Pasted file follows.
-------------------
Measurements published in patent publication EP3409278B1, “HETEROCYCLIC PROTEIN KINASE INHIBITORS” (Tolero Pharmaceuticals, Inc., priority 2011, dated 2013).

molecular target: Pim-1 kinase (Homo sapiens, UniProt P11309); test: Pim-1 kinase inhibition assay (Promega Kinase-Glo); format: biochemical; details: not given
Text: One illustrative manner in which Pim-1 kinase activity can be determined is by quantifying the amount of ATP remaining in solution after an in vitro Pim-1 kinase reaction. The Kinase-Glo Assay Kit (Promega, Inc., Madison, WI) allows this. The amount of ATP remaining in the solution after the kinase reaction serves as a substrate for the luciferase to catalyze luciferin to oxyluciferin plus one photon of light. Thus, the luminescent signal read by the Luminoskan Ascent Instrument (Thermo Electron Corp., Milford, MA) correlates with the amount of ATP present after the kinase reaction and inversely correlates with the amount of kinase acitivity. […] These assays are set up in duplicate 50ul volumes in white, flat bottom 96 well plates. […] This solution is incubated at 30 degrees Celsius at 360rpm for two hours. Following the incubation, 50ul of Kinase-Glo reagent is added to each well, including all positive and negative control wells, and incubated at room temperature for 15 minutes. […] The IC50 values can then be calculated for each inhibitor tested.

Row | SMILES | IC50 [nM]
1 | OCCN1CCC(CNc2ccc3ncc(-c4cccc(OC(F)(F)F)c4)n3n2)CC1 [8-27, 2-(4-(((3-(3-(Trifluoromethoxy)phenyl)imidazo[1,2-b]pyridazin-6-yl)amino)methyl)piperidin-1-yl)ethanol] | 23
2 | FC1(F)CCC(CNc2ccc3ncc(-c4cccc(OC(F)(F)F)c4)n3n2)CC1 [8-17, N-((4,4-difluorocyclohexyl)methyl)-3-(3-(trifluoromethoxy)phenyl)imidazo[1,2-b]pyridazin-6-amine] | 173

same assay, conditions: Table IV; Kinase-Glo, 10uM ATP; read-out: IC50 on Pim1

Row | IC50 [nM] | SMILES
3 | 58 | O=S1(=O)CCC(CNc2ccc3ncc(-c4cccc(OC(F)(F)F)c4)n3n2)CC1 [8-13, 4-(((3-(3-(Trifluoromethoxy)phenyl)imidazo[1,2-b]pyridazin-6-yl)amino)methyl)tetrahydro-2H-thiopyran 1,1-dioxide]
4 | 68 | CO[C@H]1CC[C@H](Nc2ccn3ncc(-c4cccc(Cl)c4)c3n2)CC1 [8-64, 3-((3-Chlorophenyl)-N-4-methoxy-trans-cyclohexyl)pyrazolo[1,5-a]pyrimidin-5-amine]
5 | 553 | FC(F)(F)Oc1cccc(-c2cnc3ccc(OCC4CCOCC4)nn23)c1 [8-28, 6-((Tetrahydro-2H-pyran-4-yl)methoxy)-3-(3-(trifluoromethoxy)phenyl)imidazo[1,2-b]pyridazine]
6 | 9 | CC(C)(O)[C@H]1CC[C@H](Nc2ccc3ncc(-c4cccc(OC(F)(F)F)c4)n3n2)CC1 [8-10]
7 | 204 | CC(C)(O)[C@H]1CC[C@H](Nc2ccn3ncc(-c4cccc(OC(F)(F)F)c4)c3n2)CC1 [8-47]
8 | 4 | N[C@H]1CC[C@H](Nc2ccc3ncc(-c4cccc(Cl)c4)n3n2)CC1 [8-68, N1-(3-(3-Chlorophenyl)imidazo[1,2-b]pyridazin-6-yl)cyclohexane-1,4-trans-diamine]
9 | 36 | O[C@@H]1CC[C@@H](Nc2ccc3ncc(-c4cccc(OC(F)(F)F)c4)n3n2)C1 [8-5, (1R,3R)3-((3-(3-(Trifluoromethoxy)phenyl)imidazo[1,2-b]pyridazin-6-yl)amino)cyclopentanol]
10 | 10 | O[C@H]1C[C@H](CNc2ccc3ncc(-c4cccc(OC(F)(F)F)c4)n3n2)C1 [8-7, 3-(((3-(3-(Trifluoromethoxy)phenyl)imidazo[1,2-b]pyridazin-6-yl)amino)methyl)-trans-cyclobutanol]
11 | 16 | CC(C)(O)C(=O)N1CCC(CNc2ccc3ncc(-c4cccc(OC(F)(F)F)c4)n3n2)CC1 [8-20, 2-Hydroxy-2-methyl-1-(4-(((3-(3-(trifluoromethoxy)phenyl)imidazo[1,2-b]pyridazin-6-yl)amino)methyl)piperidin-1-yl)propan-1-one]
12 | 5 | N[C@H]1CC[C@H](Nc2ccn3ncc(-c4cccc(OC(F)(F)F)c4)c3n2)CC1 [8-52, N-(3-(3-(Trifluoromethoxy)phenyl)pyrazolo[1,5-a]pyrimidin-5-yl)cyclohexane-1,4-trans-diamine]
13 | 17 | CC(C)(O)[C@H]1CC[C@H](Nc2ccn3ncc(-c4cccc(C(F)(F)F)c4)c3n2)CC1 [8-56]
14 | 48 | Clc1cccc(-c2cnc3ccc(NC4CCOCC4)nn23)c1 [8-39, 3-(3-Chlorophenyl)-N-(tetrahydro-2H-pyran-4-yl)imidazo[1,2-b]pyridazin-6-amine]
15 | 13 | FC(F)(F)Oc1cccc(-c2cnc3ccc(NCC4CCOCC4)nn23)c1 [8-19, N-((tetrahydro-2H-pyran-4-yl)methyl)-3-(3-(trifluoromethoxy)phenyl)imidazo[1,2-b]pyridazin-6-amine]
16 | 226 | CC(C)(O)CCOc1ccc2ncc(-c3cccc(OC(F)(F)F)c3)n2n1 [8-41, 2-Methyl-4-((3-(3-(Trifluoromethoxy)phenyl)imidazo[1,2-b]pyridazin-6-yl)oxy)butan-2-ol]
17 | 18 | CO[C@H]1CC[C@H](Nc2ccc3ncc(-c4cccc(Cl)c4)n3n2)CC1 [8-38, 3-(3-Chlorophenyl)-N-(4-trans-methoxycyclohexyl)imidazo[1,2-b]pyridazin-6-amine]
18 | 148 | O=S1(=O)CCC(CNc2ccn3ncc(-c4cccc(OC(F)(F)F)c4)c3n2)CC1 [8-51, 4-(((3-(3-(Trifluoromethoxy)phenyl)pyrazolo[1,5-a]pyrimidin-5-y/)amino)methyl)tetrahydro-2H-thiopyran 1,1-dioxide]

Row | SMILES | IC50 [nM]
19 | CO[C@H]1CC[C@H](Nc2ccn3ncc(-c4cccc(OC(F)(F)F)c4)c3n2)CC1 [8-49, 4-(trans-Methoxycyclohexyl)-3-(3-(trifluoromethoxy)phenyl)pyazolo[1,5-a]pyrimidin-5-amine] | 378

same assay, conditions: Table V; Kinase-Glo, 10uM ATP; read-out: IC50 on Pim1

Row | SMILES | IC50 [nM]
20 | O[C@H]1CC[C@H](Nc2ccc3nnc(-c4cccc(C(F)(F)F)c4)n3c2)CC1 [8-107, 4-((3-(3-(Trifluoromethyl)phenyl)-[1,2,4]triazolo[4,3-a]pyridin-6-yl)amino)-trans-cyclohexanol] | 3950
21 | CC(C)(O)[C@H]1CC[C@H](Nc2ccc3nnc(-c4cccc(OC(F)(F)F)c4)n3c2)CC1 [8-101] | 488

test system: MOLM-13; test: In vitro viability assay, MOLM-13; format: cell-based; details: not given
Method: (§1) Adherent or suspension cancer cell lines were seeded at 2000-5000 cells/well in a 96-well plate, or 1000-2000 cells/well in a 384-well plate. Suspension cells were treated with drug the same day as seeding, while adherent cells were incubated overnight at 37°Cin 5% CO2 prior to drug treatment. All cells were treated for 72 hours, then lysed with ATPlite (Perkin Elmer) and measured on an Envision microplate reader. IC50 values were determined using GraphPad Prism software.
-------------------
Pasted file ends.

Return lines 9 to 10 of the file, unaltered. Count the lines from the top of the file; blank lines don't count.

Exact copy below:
3 | 58 | O=S1(=O)CCC(CNc2ccc3ncc(-c4cccc(OC(F)(F)F)c4)n3n2)CC1 [8-13, 4-(((3-(3-(Trifluoromethoxy)phenyl)imidazo[1,2-b]pyridazin-6-yl)amino)methyl)tetrahydro-2H-thiopyran 1,1-dioxide]
4 | 68 | CO[C@H]1CC[C@H](Nc2ccn3ncc(-c4cccc(Cl)c4)c3n2)CC1 [8-64, 3-((3-Chlorophenyl)-N-4-methoxy-trans-cyclohexyl)pyrazolo[1,5-a]pyrimidin-5-amine]